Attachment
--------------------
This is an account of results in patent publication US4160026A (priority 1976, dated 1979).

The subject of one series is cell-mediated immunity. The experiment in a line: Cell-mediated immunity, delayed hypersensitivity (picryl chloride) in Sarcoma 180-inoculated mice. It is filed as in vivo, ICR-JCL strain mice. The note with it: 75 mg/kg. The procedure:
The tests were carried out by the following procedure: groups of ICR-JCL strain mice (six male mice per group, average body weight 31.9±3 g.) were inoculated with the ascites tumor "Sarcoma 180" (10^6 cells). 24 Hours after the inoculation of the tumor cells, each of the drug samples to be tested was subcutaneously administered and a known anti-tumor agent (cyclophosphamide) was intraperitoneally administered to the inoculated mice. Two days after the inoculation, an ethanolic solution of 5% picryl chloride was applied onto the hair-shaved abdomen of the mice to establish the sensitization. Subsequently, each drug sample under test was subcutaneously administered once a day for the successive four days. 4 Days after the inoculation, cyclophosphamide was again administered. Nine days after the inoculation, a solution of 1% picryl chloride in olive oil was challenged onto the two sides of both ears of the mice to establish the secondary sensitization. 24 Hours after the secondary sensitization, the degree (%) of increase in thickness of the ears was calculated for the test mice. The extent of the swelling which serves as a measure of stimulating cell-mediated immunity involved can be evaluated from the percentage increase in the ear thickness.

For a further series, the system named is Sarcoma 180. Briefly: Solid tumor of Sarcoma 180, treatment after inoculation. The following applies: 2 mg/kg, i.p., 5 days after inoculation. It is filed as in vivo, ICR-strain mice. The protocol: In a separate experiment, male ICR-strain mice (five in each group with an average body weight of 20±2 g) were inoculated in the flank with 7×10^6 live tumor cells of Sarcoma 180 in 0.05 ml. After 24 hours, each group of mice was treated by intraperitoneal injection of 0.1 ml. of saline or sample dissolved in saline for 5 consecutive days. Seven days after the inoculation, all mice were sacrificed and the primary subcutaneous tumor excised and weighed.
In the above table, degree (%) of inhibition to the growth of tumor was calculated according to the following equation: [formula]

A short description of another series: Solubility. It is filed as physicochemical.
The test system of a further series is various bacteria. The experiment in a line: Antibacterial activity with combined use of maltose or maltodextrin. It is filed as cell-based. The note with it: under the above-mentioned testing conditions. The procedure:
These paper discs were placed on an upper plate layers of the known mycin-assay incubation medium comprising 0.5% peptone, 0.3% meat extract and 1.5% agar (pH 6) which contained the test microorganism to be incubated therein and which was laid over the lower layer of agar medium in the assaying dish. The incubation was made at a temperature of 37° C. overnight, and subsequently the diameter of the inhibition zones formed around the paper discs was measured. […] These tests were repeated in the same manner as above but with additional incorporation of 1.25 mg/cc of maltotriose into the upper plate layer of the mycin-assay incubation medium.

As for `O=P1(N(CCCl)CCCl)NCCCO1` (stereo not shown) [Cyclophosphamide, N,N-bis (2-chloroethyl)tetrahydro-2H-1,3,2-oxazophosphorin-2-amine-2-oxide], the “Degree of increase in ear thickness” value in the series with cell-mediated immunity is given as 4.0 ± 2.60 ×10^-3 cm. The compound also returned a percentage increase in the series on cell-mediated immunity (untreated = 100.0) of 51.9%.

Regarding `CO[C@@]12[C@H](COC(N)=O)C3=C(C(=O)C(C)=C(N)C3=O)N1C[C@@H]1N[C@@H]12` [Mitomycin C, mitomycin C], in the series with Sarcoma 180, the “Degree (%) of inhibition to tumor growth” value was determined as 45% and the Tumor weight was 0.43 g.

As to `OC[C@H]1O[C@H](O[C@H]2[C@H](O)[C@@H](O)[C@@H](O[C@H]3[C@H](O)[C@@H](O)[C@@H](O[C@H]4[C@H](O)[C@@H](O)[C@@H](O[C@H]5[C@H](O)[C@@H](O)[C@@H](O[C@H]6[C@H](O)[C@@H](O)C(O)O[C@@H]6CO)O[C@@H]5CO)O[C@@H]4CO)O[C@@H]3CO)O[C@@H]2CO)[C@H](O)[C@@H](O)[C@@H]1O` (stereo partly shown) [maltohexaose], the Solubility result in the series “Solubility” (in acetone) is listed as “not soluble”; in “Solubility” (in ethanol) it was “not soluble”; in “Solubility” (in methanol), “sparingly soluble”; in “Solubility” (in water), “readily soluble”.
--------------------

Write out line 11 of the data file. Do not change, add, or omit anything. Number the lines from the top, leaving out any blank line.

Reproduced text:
As to `OC[C@H]1O[C@H](O[C@H]2[C@H](O)[C@@H](O)[C@@H](O[C@H]3[C@H](O)[C@@H](O)[C@@H](O[C@H]4[C@H](O)[C@@H](O)[C@@H](O[C@H]5[C@H](O)[C@@H](O)[C@@H](O[C@H]6[C@H](O)[C@@H](O)C(O)O[C@@H]6CO)O[C@@H]5CO)O[C@@H]4CO)O[C@@H]3CO)O[C@@H]2CO)[C@H](O)[C@@H](O)[C@@H]1O` (stereo partly shown) [maltohexaose], the Solubility result in the series “Solubility” (in acetone) is listed as “not soluble”; in “Solubility” (in ethanol) it was “not soluble”; in “Solubility” (in methanol), “sparingly soluble”; in “Solubility” (in water), “readily soluble”.